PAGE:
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State of the Screens

Disney+ Comes up Empty on Cricket Streaming Rights

By June 16, 2022No Comments

Big news: Streaming rights for the Indian Premier League (IPL) cricket will be moving from Disney’s Hotstar to Viacom18.

Big question #1: What is Viacom18?

Quick answer: A joint venture between Network18 (51%) and Paramount (49%).

Why this matters #1: India’s Hotstar accounts for 36% of all Disney+ subscribers. Analysts are projecting that 20M Hotstar subscribers could cancel due to the loss of cricket.

Quote from Brandon Katz – Senior TV Industry Reporter @ The Wrap:
“Talk about a sticky wicket. The Walt Disney Company, which has had TV and streaming rights to cricket’s Indian Premier League, just came up with only half those rights in a new five-year deal that could have a very big impact on the entertainment giant’s future.”

Big question #2: How important are media rights to Disney+ growth in India?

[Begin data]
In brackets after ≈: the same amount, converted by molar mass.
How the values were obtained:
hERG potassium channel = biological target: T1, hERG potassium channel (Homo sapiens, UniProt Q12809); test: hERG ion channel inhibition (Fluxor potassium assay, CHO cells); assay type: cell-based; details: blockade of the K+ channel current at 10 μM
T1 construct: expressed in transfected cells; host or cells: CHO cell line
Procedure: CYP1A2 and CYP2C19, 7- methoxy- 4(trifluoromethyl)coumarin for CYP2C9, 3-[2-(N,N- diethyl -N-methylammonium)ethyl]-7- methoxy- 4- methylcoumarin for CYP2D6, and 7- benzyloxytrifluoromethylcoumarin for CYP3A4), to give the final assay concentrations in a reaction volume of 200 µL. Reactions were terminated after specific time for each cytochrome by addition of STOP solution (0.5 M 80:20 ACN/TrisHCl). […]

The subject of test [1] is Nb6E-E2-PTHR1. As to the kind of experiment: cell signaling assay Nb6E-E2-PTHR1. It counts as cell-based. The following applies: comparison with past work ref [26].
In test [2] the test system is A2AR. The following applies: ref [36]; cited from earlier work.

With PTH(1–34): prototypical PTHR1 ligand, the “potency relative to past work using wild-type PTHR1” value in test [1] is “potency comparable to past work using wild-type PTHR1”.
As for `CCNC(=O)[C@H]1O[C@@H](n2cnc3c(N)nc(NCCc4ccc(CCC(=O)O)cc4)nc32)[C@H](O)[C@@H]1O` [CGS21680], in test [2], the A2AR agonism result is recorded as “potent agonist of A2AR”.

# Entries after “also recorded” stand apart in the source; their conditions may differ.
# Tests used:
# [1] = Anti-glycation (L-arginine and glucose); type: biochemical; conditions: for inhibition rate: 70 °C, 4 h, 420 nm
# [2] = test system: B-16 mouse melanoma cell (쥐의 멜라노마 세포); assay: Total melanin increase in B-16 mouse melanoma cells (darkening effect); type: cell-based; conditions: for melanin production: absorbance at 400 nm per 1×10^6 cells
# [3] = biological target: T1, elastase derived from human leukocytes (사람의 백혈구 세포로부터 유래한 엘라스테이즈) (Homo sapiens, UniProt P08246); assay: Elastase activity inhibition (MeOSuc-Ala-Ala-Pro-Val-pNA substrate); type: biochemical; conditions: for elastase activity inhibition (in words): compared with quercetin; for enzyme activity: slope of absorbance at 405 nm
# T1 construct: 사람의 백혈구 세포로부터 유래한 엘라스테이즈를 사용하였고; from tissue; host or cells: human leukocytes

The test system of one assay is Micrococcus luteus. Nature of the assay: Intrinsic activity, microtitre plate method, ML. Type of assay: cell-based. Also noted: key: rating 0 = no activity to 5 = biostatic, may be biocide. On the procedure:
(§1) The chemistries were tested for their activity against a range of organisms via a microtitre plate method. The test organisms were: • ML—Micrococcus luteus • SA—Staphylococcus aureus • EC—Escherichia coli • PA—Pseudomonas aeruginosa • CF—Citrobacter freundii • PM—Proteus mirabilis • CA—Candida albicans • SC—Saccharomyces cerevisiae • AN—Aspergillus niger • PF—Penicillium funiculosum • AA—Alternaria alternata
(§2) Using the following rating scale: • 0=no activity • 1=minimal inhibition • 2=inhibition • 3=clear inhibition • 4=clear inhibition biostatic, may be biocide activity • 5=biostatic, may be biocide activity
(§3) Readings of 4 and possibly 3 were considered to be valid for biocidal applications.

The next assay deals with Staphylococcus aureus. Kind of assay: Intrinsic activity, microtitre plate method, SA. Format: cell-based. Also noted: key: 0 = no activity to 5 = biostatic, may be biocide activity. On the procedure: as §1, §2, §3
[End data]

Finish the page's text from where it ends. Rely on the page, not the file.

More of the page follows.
Quick answer: Cricket is the most popular sport in India, with 124M fans accounting for 90% of the 136M who like any sport.

Key details for new IPL media rights deal:
1) Begins in 2023 and runs through 2027
2) 5 years total
3) ≈ $6B total
4) $1.2B per year
5) 410 matches per year

Future IPL media rights by network according to The BBC:
1) Streaming (Viacom18) – $3.05B
2) Linear TV (Disney) – $3.02B
3) Total – $6.07B

Why this matters #2: Streaming rights were valued higher than the linear TV rights.

Share of viewership from streaming:
1) Indian Premier League – 20%
2) 2022 NFL Super Bowl – 10%

IPL media rights per year comparison (% change):
1) Current (Disney/Hotstar) – $480M
2) Future (Disney/Viacom18) – $1.2B (↑ 153%)

Media rights value per game:
1) National Football League – $17M
2) Indian Premier League – $14M
3) English Premier League – $11M

Michael Beach

Michael Beach

Michael Beach is the Chief Executive Officer of Cross Screen Media, a media analytics and software company that enables marketers to plan, activate, and measure CTV and linear TV at the local level. Michael is also the founder and editor of State of the Screens, a weekly newsletter focused on video advertising that is a must-read for thought leaders in the advertising industry. He has appeared in such publications as PBS Frontline, The Wall Street Journal, The New York Times, Axios, CNBC and Bloomberg, and on NPR’s Planet Money podcast.